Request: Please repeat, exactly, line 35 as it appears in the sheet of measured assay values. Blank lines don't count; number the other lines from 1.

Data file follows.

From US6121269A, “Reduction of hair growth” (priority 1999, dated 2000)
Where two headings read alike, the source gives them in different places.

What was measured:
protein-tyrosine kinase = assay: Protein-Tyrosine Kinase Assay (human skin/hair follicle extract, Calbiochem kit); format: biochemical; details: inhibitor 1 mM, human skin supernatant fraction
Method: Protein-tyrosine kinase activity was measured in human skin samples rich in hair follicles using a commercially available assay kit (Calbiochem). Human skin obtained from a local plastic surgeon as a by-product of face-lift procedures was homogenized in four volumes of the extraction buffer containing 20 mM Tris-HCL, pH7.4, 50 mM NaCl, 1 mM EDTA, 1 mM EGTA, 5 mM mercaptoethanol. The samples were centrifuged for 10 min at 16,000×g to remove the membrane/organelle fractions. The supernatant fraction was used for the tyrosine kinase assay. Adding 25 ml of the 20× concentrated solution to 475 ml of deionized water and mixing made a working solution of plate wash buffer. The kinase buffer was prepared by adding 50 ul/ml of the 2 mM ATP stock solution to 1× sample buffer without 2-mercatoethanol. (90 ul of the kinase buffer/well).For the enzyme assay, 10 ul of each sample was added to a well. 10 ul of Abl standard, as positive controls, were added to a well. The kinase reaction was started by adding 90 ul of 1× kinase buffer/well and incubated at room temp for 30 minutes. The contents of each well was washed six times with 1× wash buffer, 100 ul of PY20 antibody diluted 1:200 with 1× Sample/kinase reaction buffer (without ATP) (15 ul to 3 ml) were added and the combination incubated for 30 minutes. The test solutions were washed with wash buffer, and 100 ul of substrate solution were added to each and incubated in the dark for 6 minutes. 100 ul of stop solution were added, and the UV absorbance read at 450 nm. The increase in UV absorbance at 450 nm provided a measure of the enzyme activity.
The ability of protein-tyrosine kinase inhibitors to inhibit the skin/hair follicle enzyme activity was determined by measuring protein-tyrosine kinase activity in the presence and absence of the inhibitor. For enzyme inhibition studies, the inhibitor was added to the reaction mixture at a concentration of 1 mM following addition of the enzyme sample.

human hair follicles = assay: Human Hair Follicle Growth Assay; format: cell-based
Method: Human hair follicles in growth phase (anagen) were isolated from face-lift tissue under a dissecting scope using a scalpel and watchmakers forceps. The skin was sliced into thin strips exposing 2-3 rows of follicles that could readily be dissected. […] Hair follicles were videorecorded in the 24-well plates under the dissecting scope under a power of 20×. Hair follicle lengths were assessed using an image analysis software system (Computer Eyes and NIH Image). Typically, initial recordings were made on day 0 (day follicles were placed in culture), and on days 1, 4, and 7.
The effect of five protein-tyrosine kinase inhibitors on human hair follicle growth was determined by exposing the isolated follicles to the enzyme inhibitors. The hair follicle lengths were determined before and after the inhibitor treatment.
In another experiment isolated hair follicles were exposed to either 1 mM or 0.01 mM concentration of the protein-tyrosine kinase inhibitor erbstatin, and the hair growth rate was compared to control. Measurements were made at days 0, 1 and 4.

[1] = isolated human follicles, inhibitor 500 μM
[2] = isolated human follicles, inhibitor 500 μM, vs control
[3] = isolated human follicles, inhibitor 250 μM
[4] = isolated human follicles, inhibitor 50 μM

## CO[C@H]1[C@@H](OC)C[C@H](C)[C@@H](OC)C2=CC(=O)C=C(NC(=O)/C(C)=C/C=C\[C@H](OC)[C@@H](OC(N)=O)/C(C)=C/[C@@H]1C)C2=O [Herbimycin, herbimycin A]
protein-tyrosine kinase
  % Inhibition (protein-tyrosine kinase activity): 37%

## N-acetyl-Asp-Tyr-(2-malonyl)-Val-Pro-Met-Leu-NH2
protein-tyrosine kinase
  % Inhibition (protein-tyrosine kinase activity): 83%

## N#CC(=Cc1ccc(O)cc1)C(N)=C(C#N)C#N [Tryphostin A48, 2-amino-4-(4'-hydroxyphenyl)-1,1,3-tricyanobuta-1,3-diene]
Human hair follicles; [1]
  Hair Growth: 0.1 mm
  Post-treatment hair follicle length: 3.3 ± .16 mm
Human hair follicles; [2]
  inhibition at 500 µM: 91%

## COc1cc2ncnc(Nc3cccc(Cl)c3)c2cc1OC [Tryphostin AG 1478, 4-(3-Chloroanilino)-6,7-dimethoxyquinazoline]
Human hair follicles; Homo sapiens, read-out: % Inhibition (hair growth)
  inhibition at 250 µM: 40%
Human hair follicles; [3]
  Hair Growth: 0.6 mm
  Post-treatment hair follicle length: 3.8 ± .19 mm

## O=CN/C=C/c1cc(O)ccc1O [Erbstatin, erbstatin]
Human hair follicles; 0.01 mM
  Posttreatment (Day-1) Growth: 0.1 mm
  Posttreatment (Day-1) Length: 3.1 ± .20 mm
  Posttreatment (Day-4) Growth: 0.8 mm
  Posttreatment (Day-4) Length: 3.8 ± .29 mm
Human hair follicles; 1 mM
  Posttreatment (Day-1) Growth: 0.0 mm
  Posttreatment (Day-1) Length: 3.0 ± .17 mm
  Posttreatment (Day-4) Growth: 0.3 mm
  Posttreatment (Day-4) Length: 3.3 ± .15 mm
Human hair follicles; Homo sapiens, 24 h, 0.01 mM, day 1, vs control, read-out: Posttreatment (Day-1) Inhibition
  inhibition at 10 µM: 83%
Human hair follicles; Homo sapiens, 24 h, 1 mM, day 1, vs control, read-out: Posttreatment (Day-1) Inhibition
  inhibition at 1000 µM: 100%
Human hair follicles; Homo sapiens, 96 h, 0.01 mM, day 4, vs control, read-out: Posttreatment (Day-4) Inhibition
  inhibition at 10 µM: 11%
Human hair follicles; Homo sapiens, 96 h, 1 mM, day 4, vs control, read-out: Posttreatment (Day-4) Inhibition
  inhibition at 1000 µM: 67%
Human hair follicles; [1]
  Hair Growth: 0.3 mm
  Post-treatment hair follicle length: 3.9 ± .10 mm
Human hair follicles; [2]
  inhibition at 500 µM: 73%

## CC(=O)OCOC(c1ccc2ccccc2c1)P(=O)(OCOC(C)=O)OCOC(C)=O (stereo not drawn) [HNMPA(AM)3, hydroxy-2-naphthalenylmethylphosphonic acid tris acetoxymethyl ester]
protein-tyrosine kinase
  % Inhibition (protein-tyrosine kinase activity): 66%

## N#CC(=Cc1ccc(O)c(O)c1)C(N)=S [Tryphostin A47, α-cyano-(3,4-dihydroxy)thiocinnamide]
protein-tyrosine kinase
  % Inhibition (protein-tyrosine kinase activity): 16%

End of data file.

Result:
  Posttreatment (Day-1) Growth: 0.1 mm